A health-promoting Nordic diet was found to reduce the expression of inflammation-associated genes in adipose tissue. In overweight adults recruited from 3 Nordic SYSDIET centers, the expression of inflammation-associated genes was found to be reduced without weight loss. The unfavorable health effects of being overweight are thought to be caused by an inflammatory state in adipose tissue.
The study entitled “Healthy Nordic diet down regulates the expression of genes involved in inflammation in subcutaneous adipose tissue in individuals with features of the metabolic syndrome“, was recently published in The American Journal of Clinical Nutrition.
Evidence from a recent pan-Nordic randomized dietary intervention study (Systems Biology in Controlled Dietary Interventions and Cohort Studies) (SYSDIET) showed that a healthy Nordic diet (ND) brings beneficial health effects similar to the ones found in Mediterranean diets. The Nordic Diet includes whole-grain cereal products; local berries, fruits, and vegetables; fish; low-fat or fat-free milk products; rapeseed oil; and vegetable oil–based margarines. All these foods have been shown to have beneficial effects on one’s health and may potentially have an effect on adipose tissue metabolism.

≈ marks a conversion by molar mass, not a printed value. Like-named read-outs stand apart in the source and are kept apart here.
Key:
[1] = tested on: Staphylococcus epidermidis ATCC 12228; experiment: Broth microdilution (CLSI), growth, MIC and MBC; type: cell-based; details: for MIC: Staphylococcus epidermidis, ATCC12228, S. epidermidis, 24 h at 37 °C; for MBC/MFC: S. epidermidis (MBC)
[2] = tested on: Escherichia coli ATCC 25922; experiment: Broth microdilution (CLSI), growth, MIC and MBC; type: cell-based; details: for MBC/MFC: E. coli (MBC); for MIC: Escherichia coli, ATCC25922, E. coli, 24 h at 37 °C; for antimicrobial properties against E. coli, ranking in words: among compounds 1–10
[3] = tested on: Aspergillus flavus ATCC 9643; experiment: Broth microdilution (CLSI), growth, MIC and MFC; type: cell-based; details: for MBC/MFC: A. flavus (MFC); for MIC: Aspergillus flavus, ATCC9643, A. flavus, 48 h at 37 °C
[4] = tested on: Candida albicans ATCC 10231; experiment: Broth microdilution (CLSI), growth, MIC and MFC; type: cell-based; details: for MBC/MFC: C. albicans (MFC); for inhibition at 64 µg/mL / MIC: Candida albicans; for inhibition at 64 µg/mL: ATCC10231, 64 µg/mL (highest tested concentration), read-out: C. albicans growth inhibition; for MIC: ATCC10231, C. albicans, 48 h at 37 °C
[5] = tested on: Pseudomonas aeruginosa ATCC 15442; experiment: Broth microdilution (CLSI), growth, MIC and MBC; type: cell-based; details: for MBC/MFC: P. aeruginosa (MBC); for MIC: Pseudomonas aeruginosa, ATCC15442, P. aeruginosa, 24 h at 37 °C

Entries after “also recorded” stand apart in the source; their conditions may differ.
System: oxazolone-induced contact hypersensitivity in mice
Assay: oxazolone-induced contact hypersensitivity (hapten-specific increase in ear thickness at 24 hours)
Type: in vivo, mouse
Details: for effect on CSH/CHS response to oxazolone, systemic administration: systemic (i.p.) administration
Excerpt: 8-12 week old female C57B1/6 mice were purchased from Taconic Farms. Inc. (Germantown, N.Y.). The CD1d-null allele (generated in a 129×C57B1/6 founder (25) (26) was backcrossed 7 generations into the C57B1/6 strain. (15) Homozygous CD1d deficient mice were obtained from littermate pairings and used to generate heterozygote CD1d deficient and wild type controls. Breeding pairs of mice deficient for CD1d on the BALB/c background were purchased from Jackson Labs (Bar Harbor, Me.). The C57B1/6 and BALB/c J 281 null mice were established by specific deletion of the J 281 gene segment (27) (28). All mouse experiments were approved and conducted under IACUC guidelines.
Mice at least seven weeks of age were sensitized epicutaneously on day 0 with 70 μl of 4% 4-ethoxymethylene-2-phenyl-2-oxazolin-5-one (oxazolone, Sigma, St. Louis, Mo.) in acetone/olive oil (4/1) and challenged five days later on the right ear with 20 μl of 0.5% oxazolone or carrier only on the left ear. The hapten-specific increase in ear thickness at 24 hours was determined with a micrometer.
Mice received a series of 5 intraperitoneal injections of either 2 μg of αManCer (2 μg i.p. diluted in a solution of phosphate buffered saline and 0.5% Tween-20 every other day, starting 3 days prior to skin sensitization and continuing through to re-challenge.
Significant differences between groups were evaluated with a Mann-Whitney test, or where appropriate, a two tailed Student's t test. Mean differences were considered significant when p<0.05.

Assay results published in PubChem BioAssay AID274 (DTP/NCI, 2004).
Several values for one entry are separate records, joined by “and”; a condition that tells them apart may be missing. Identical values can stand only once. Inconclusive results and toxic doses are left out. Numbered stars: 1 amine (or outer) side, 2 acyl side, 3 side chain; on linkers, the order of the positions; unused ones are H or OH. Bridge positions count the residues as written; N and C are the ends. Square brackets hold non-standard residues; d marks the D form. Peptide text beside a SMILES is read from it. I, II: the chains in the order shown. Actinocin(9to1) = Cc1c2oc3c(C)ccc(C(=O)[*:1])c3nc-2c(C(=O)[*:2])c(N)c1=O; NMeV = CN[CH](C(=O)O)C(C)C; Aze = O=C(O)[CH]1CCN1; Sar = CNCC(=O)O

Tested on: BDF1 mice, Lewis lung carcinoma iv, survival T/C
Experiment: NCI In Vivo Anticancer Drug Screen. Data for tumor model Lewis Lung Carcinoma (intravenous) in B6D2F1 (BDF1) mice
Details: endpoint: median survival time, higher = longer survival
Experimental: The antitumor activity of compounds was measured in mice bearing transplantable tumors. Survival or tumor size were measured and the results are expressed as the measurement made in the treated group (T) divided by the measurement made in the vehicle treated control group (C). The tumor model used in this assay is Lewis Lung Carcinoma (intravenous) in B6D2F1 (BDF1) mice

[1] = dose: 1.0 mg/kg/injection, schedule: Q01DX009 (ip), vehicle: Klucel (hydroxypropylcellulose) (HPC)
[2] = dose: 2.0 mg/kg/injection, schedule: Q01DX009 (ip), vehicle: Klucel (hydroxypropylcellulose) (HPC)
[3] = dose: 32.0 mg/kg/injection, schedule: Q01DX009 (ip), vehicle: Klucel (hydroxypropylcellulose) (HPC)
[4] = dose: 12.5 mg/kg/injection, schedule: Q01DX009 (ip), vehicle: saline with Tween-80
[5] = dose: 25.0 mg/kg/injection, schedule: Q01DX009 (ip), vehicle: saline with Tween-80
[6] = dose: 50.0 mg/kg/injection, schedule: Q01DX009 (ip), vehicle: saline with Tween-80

In order to explore how a healthy Nordic diet (ND) impacts gene expression in abdominal subcutaneous adipose tissue (SAT) and if changes in gene expression are associated with health effects, Marjukka Kolehmainen from the University of Eastern Finland, Institute of Public Health and Clinical Nutrition in Finland and colleagues randomized 56 obese adults. For 18 to 24 weeks, half of the patients followed a dietary regimen involving whole grain products, vegetables, root vegetables, berries, fruit, low-fat dairy products, rapeseed oil and three servings of fish per week. The other half of the participants followed a regimen of low-fibre grain products, butter-based spreads, with limited fish intake. Adipose tissue was collected at baseline and at follow-up, and trascriptomics analyses were conducted on these tissues in order to assess gene expression.
Results from this study showed that a total of 128 genes were differently expressed in the subcutaneous adipose tissue of the two study groups. The group under the ND diet presented less inflammation-associated genes than the group under a standard diet. Based on these findings, researchers concluded that a healthy Nordic diet is able to reduce inflammatory gene expression in adipose tissue, independent of body weight change.